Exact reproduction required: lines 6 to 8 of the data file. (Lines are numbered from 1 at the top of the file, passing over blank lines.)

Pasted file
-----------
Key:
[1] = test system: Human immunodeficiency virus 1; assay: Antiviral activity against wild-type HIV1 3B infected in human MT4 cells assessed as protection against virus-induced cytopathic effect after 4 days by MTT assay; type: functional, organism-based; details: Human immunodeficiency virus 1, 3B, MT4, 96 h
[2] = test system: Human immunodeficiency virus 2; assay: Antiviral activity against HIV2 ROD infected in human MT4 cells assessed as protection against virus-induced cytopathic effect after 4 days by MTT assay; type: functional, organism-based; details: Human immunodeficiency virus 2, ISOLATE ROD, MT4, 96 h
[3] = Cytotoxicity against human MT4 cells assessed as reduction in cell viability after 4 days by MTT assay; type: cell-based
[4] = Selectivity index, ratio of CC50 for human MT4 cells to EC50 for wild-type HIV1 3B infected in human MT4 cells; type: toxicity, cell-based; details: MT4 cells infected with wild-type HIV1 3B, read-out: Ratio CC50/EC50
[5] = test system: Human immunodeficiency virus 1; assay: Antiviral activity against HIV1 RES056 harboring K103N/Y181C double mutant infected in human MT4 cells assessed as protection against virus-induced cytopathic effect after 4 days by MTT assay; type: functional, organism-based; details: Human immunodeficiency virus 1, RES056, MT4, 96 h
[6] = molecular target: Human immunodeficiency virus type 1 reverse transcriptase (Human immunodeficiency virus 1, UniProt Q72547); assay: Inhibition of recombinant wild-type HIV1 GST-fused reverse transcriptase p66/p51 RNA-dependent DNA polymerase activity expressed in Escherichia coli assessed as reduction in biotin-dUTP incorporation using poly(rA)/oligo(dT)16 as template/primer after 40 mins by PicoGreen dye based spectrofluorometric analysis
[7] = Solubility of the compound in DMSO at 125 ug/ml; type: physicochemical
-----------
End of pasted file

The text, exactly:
[5] = test system: Human immunodeficiency virus 1; assay: Antiviral activity against HIV1 RES056 harboring K103N/Y181C double mutant infected in human MT4 cells assessed as protection against virus-induced cytopathic effect after 4 days by MTT assay; type: functional, organism-based; details: Human immunodeficiency virus 1, RES056, MT4, 96 h
[6] = molecular target: Human immunodeficiency virus type 1 reverse transcriptase (Human immunodeficiency virus 1, UniProt Q72547); assay: Inhibition of recombinant wild-type HIV1 GST-fused reverse transcriptase p66/p51 RNA-dependent DNA polymerase activity expressed in Escherichia coli assessed as reduction in biotin-dUTP incorporation using poly(rA)/oligo(dT)16 as template/primer after 40 mins by PicoGreen dye based spectrofluorometric analysis
[7] = Solubility of the compound in DMSO at 125 ug/ml; type: physicochemical